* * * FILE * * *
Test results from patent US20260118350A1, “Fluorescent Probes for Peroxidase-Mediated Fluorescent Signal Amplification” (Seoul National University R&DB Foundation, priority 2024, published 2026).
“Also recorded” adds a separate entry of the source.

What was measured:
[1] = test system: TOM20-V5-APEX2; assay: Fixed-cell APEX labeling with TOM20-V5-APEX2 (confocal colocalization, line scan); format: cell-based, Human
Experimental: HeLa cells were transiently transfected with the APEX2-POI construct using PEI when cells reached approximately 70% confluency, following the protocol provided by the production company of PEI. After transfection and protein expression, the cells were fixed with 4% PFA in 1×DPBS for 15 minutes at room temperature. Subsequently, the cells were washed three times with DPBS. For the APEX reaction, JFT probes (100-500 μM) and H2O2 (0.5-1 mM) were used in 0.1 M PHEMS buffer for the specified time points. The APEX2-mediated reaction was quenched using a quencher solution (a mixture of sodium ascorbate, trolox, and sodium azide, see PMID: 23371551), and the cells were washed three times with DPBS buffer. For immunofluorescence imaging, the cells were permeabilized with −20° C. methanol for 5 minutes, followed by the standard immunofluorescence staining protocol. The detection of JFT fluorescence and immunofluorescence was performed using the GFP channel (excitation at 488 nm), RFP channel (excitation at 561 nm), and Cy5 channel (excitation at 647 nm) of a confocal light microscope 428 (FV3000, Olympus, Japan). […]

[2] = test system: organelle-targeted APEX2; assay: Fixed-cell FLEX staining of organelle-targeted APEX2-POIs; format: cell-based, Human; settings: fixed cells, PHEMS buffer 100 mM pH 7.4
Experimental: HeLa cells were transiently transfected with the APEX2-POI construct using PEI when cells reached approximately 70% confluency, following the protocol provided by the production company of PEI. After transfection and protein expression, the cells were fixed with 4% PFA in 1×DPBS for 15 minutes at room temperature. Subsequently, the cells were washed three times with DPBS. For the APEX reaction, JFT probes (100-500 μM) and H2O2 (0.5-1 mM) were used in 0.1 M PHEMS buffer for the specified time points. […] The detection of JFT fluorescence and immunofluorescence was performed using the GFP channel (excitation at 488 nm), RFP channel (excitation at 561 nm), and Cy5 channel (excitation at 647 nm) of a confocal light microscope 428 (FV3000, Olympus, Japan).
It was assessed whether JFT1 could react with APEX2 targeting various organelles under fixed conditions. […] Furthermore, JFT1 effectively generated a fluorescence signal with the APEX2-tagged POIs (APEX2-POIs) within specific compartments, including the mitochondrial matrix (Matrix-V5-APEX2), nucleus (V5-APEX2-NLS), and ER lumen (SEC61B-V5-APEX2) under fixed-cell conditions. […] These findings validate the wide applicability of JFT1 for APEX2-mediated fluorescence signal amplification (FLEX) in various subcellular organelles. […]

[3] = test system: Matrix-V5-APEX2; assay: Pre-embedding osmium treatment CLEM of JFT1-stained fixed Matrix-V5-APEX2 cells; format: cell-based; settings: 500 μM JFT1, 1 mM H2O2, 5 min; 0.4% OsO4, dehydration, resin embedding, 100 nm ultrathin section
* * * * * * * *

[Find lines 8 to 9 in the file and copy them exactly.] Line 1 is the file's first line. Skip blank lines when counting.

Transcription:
It was assessed whether JFT1 could react with APEX2 targeting various organelles under fixed conditions. […] Furthermore, JFT1 effectively generated a fluorescence signal with the APEX2-tagged POIs (APEX2-POIs) within specific compartments, including the mitochondrial matrix (Matrix-V5-APEX2), nucleus (V5-APEX2-NLS), and ER lumen (SEC61B-V5-APEX2) under fixed-cell conditions. […] These findings validate the wide applicability of JFT1 for APEX2-mediated fluorescence signal amplification (FLEX) in various subcellular organelles. […]

[3] = test system: Matrix-V5-APEX2; assay: Pre-embedding osmium treatment CLEM of JFT1-stained fixed Matrix-V5-APEX2 cells; format: cell-based; settings: 500 μM JFT1, 1 mM H2O2, 5 min; 0.4% OsO4, dehydration, resin embedding, 100 nm ultrathin section